Vancomycin-resistant Staphylococcus aureus

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Scanning electron micrograph (SEM) shows a strain of Staphylococcus aureus bacteria taken from a vancomycin intermediate resistant culture (VISA).

Vancomycin-resistant Staphylococcus aureus refers to strains of Staphylococcus aureus that have become resistant to the glycopeptide antibiotic vancomycin. With the increase of staphylococcal resistance to methicillin, vancomycin (or another glycopeptide antibiotic, teicoplanin) is often a treatment of choice in infections with methicillin-resistant S. aureus (MRSA).

Three classes of vancomycin-resistant S. aureus have emerged that differ in vancomycin susceptibilities: vancomycin-intermediate S. aureus (VISA), heterogenous vancomycin-intermediate S. aureus (hVISA), and high-level vancomycin-resistant S. aureus (VRSA).[1]

Vancomycin-intermediate S. aureus (VISA)[edit]

VISA was first identified in Japan in 1997 and has since been found in hospitals elsewhere in Asia, as well as in the United Kingdom, France, the U.S., and Brazil. It is also termed GISA (glycopeptide-intermediate Staphylococcus aureus), indicating resistance to all glycopeptide antibiotics. These bacterial strains present a thickening of the cell wall, which is believed to reduce the ability of vancomycin to diffuse into the division septum of the cell required for effective vancomycin treatment.[2]

Even with the absence of high-level resistance to vancomycin, another concern posed by the presence of VISA is the increased difficulty in prescribing treatments, especially in situations where an effective treatment for an infection is needed urgently, before detailed resistance profiles can be obtained. In hospitals already endemic with multiresistant MRSA, the appearance of VRSA would make the treatment of infected patients much more difficult.


Ceftobiprole was found by Rockefeller University to be effective as of 2008. Linezolid, quinupristin/dalfopristin, daptomycin and tigecycline are treatments of consideration.

Vancomycin-resistant S. aureus (VRSA)[edit]

High-level vancomycin resistance in S. aureus has been rarely reported.[3] In vitro and in vivo experiments reported in 1992 demonstrated that vancomycin resistance genes from Enterococcus faecalis could be transferred by horizontal gene transfer to S. aureus, conferring high-level vancomycin resistance to S. aureus.[4] Until 2002 such a genetic transfer was not reported for wild S. aureus strains. In 2002, a VRSA strain was isolated from the catheter tip of a diabetic, renal dialysis patient in Michigan.[5] The isolate contained the mecA gene for methicillin resistance. Vancomycin MICs of the VRSA isolate were consistent with the VanA phenotype of Enterococcus species, and the presence of the vanA gene was confirmed by polymerase chain reaction. The DNA sequence of the VRSA vanA gene was identical to that of a vancomycin-resistant strain of Enterococcus faecalis recovered from the same catheter tip. The vanA gene was later found to be encoded within a transposon located on a plasmid carried by the VRSA isolate.[6] This transposon, Tn1546, confers vanA-type vancomycin resistance in enterococci.[7]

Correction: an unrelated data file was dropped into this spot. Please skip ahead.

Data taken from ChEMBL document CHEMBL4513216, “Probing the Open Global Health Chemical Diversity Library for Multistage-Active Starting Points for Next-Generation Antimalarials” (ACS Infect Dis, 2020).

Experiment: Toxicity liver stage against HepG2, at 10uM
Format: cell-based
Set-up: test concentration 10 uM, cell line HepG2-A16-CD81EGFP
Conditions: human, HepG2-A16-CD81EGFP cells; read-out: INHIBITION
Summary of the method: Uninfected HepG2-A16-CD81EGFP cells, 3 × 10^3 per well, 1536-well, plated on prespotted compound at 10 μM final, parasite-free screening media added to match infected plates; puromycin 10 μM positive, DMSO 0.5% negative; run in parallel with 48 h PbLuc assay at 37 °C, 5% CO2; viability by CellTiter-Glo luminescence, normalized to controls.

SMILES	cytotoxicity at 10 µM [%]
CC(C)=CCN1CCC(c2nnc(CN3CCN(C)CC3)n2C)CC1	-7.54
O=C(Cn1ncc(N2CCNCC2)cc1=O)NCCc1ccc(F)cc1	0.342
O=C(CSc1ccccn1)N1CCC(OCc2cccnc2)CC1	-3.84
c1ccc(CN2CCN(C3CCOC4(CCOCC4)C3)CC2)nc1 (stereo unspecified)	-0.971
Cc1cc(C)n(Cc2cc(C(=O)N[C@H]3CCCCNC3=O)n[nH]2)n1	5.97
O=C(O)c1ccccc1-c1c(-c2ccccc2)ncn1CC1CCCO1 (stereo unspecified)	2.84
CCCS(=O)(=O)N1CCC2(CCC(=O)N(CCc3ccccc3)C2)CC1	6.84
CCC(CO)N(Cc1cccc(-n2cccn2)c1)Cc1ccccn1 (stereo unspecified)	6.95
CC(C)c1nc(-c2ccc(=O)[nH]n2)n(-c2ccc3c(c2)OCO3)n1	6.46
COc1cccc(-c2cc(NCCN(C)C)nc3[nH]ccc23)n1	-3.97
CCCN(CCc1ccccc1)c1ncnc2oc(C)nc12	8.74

From 2002 to 2010, ten additional VRSA isolates were reported, eight from the United States, one from Iran, and one from India.[3] By the end of June 2013, VRSA isolates have been reported for the first time in Europe[8] and in Latin America.[9]


Trimethoprim/sulfamethoxazole[citation needed] was shown to have efficacy in treating the first known US case of VRSA. Linezolid, quinupristin/dalfopristin and daptomycin are treatments of consideration.

See also[edit]


  1. ^ Appelbaum PC (November 2007). "Reduced glycopeptide susceptibility in methicillin-resistant Staphylococcus aureus (MRSA)". Int. J. Antimicrob. Agents 30 (5): 398–408. doi:10.1016/j.ijantimicag.2007.07.011. PMID 17888634. 
  2. ^ Howden BP, Davies JK, Johnson PD, Stinear TP, Grayson ML (Jan 2010). "Reduced vancomycin susceptibility in Staphylococcus aureus, including vancomycin-intermediate and heterogeneous vancomycin-intermediate strains: resistance mechanisms, laboratory detection, and clinical implications". Clin. Microbiol. Rev. 23 (1): 99–139. doi:10.1128/CMR.00042-09. PMC 2806658. PMID 20065327. 
  3. ^ a b Gould IM (December 2010). "VRSA-doomsday superbug or damp squib?". Lancet Infect Dis 10 (12): 816–8. doi:10.1016/S1473-3099(10)70259-0. PMID 21109164. 
  4. ^ Noble WC, Virani Z, Cree RG (June 1992). "Co-transfer of vancomycin and other resistance genes from Enterococcus faecalis NCTC 12201 to Staphylococcus aureus". FEMS Microbiol. Lett. 72 (2): 195–8. doi:10.1111/j.1574-6968.1992.tb05089.x. PMID 1505742. 
  5. ^ Chang S, Sievert DM, Hageman JC et al. (April 2003). "Infection with vancomycin-resistant Staphylococcus aureus containing the vanA resistance gene". N. Engl. J. Med. 348 (14): 1342–7. doi:10.1056/NEJMoa025025. PMID 12672861. 
  6. ^ Weigel LM, Clewell DB, Gill SR et al. (November 2003). "Genetic analysis of a high-level vancomycin-resistant isolate of Staphylococcus aureus". Science 302 (5650): 1569–71. doi:10.1126/science.1090956. PMID 14645850. 
  7. ^ Courvalin P (January 2006). "Vancomycin resistance in gram-positive cocci". Clin. Infect. Dis. 42 Suppl 1: S25–34. doi:10.1086/491711. PMID 16323116. 
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